Writer Joseph C. Lincoln once hailed New England clam chowder as “Yankee Doodle in a Kettle.” And with good reason: chowder, AKA “chowdah,” is a beloved New England soup staple which has been enjoyed for generations.
Let’s take a trip back in time through the history of chowder, while highlighting a few ways to enjoy this classic meal, along with other hearty regional soups, without even leaving the comfort of your home.
New England in a bowl.
What the Heck is a Quahog?
If you have ever traveled to New England, you have likely come across a quahog on a menu or two. If you passed because the name was a strange one, you might have missed out on a delicious treat: quahogs are simply the Native American name for clams — a name adopted by New Englanders and remains in the lexicon today.
Besides using quahogs in stews and soups, the Native Americans also made “wampum” from the clam shells by piercing them, stringing them together, and using them both ornamentally and as a medium of exchange.
While wampum may be out of the contemporary currency game, chowder remains favorite foody fare today from Connecticut to Maine, and all over the country.
What’s White or Red and Delicious Regardless?
But not all chowder is created equal. The early settlers noshed on very different chowder. Depending on which side of the Penobscot Bay they resided, Mainers either cooked their chowder with tomatoes (now called “Manhattan” clam chowder) or with milk (the rich, creamy variety now known as “New England clam chowder”). Both included an abundance of other tasty ingredients — starting with clams (used for their relative abundance and harvesting ease) and layering in potatoes, onions, celery, bay leaves, and other flavorful additions.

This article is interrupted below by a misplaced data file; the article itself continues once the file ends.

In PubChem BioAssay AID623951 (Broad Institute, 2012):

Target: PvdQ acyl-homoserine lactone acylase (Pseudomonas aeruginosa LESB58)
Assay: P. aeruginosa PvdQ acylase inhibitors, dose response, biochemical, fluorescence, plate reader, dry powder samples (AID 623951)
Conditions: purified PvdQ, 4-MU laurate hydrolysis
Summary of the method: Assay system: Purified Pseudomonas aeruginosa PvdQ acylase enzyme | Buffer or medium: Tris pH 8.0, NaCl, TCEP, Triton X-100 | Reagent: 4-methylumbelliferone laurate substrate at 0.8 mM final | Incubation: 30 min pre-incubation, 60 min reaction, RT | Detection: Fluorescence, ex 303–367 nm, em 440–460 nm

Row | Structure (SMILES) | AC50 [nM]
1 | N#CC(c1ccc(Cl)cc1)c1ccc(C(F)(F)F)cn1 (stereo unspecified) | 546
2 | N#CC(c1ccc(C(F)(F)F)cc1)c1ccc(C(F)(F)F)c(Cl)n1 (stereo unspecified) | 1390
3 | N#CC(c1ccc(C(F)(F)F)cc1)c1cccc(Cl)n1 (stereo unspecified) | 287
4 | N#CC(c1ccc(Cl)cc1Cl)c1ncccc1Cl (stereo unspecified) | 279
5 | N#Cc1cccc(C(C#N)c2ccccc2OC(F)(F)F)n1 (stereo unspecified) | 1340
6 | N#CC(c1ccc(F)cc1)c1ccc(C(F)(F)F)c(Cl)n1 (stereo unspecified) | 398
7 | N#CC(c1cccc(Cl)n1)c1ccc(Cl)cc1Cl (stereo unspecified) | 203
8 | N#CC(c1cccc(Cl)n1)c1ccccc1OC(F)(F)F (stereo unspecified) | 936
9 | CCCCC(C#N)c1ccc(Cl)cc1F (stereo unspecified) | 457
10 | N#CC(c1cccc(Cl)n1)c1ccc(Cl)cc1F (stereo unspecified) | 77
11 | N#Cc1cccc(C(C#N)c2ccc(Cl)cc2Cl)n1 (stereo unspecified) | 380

Of the latter, Cape Codder Joseph C. Lincoln once wrote, “A New England clam chowder, made as it should be, is a dish to preach about, to chant praises and sing hymns and burn incense before. The Battle of Bunker Hill was fought over clam chowder – In part, at least; I am sure it was. It is as American as the Stars and Stripes, as patriotic as the National Anthem. It is ‘Yankee Doodle in a kettle.'”
While clam chowder reached Boston by the mid-1830s, its journey was not all smooth sailing. Consider the fierce debate over adding tomatoes — one in 1939 so scandalous that State Rep. Cleveland Sleepe proposed the illegalization of adding tomatoes to chowder. However, after being brought before the Maine Hotel Association to settle the debate, the bill was ultimately deemed unnecessary.
The writer Herman Melville, meanwhile, was so enthusiastic about chowder he declared, “Chowder for breakfast, and chowder for dinner, and chowder for supper, till you began to look for fish-bones coming through your clothes.”
When you’ve licked that chowder bowl clean, Grandma’s chicken soup is waiting.
And while others have tried — Rhode Island, Long Island, and even St. Augustine, Florida all have their distinctive spins on this flavorful classic — none have managed to come as close to iconic status as those offered up by points north.
While following your wanderlust to take in New England’s fall foliage and plenty of chowder is a must-do for foodies, don’t fret if a trip is not in your near future. Instead, order up legendary soups and stews from the country’s finest soup makers. Whether you are all about clam chowder or interested in experiencing all of the deliciousness that the country’s soups — from split pea to chicken soup delivery — offer, browse all our delicious soups and more today.